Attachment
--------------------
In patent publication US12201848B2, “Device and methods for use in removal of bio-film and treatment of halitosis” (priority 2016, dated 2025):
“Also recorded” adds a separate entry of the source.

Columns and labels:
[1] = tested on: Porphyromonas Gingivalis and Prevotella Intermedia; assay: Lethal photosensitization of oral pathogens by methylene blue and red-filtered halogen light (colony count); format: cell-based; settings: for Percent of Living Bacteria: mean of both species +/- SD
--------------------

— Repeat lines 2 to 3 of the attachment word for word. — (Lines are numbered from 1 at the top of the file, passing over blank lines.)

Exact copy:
“Also recorded” adds a separate entry of the source.

Columns and labels: